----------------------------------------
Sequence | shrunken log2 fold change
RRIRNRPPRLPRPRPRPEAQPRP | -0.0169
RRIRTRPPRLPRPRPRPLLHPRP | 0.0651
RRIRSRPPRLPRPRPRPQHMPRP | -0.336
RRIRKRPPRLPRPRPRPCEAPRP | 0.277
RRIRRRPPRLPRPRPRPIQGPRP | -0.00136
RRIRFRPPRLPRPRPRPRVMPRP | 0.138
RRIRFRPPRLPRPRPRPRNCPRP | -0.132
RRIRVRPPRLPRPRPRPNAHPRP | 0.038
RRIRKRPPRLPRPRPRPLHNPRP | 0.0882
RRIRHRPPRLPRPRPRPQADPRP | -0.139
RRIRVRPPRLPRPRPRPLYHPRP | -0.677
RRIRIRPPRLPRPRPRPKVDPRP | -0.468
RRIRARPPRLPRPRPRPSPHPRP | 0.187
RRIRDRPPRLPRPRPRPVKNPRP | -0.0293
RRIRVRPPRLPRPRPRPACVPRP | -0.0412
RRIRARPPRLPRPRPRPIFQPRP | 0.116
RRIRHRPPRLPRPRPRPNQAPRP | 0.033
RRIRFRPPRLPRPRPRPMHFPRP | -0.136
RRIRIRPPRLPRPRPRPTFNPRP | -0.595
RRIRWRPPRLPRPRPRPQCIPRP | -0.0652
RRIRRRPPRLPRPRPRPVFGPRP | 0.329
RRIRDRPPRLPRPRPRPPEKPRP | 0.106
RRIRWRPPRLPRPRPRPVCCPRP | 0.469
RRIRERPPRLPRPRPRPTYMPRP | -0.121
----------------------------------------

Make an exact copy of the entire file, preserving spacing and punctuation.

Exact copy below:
Sequence | shrunken log2 fold change
RRIRNRPPRLPRPRPRPEAQPRP | -0.0169
RRIRTRPPRLPRPRPRPLLHPRP | 0.0651
RRIRSRPPRLPRPRPRPQHMPRP | -0.336
RRIRKRPPRLPRPRPRPCEAPRP | 0.277
RRIRRRPPRLPRPRPRPIQGPRP | -0.00136
RRIRFRPPRLPRPRPRPRVMPRP | 0.138
RRIRFRPPRLPRPRPRPRNCPRP | -0.132
RRIRVRPPRLPRPRPRPNAHPRP | 0.038
RRIRKRPPRLPRPRPRPLHNPRP | 0.0882
RRIRHRPPRLPRPRPRPQADPRP | -0.139
RRIRVRPPRLPRPRPRPLYHPRP | -0.677
RRIRIRPPRLPRPRPRPKVDPRP | -0.468
RRIRARPPRLPRPRPRPSPHPRP | 0.187
RRIRDRPPRLPRPRPRPVKNPRP | -0.0293
RRIRVRPPRLPRPRPRPACVPRP | -0.0412
RRIRARPPRLPRPRPRPIFQPRP | 0.116
RRIRHRPPRLPRPRPRPNQAPRP | 0.033
RRIRFRPPRLPRPRPRPMHFPRP | -0.136
RRIRIRPPRLPRPRPRPTFNPRP | -0.595
RRIRWRPPRLPRPRPRPQCIPRP | -0.0652
RRIRRRPPRLPRPRPRPVFGPRP | 0.329
RRIRDRPPRLPRPRPRPPEKPRP | 0.106
RRIRWRPPRLPRPRPRPVCCPRP | 0.469
RRIRERPPRLPRPRPRPTYMPRP | -0.121